heather Champ is awesome. And this profile of the community and Champ does a nice job providing some background on how Flickr manages its community, the heart of the site. A couple weeks ago i found myself in a meeting rattling on about "the soul of a site". The folks in the room politely smiled, but i’m sure i didn’t make much sense. This article gets at it much better than i could have, by focusing on the "spirit of Flickr".
The essence of Champ’s job, she says, boils down to defending this
imprecise but holy "spirit of Flickr." Indeed, imprecision is an art
here. The list of community guidelines
is an assortment of lawyer-vexing instructions like "Don’t be creepy.
You know the guy. Don’t be that guy," and "Don’t forget the children."
If you’ve spent any time online, you instantly recognize these to be
meaningful and clear edicts. Champ is only half joking when she says
her is responsibility is to keep things from "encroaching on Flickr’s
"The job always comes down to finding the fulcrum in the
teeter-totter, the balance that benefits both the individual and the
community," she explains."
Great links, great comments, very helpful analysis of the options for rectifying the meltdown in the markets.
Link: To Splurge Or Not To Splurge.
Until Quantcast gets critical mass, or Google grows, we’re stuck with them. Link: ComScore: The Internet company everybody loves to hate – Sep. 26, 2008.
the guy that made the New Model Army happen for Cromwell. .Link: Philip Skippon, c.1600-60.
Media & Ad Agencies, where are you going to add value in the future? (I’ve got a long essay in my head about supply, demand, market liquidity and the role media and ad agencies play now and in the future. I don’t have time to write the whole thing up, but here’s the heart of it:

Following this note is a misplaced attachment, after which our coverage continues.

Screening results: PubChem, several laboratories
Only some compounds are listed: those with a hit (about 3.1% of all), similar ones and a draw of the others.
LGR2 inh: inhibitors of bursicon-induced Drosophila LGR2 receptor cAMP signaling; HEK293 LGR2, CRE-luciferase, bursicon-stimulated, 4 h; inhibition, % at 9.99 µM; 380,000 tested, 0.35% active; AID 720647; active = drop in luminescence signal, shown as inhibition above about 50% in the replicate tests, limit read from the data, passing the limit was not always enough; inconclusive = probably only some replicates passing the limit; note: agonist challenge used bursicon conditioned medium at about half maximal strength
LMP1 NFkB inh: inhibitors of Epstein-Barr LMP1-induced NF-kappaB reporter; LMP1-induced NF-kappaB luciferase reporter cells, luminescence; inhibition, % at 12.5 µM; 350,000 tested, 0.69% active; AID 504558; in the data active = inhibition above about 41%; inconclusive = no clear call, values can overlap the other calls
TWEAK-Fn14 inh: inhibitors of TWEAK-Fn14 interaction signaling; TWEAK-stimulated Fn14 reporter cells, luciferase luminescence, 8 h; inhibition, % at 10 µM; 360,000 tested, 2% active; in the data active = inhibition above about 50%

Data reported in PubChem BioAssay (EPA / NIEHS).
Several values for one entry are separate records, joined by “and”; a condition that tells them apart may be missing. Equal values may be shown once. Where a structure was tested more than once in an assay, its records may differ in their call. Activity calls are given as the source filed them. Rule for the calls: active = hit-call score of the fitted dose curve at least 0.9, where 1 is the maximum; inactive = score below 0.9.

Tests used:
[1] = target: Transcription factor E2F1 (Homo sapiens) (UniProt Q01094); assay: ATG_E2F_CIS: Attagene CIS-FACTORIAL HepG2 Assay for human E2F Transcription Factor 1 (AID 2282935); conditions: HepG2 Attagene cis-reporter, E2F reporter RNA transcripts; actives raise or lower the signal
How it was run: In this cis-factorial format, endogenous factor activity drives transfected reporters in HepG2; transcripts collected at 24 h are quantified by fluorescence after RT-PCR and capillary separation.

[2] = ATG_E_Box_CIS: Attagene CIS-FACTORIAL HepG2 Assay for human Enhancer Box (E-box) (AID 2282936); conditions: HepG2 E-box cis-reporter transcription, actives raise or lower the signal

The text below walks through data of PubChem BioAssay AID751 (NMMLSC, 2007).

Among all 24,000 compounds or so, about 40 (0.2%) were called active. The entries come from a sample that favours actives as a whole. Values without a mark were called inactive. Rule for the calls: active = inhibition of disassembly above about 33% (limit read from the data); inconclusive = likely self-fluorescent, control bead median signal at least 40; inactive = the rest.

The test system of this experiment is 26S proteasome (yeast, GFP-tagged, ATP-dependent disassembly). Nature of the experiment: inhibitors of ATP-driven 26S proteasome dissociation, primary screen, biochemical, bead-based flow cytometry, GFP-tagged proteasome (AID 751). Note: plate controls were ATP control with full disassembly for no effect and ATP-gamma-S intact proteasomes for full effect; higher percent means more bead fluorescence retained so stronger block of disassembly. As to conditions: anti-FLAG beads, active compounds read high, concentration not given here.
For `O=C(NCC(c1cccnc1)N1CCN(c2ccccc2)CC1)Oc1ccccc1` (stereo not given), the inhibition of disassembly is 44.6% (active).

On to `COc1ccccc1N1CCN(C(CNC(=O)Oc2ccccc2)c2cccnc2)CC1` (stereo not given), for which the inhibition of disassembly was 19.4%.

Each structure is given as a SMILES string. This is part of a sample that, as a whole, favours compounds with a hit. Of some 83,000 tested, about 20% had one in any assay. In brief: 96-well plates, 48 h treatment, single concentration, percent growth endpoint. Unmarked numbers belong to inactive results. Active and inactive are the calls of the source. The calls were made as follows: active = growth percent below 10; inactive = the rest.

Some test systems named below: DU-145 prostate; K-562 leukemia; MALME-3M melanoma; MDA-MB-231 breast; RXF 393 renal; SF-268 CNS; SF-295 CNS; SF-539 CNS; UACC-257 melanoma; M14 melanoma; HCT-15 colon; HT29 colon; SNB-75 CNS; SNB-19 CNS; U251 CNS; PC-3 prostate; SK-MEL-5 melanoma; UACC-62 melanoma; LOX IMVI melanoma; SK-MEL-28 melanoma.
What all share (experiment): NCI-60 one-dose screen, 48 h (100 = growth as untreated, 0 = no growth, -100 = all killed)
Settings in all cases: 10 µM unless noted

- Long term,
- Ad agencies and Media agencies are in for it
- The value they provide is being marginalized
- As the innefficiencies of the ad marketplace
- Get automated (see google, Yahoo APT,)
- or turned into markets (see ad exchanges).
- There’s a growing price volatility in the ad impressions market, since
- there the number of publishers is exploding…
- and they can create a virtually unlimted number of ad impressions.
- There are more dollars flowing into the online ad space, but ultimately that "demand" won’t ever be able match all the supply
- We’re already seeing crazy bad sell through rates on leading sites by direct sales teams so…
- Publishers are turning to networks to offload the inventory and try to get some revenue for it, even if it’s a fifth of what they could get by selling it directly…
- Which is accelerating the decline in prices…
- Creating more opportunities for advertisers to be aggressive with their digital media planning and buying policies
- media success becomes a pricing game, where efficiencies drive more exposure.
- HINT: The value media agencies have in the future will shift from planning the program to reach the audience (which is getting increasingly automated and just plain easier than ever) into exploiting marketplace pricing inefficiencies, driving more value for the client through a price advantage vs. a planning advantage.
Stuff like this ( Yahoo Overhauls System for Selling Display Ads – NYTimes.com.) will only accelerate that.
Looks like some serious self-reflection, though. Link: Live MIXX Blog Day 2 – Back for More – IABlog.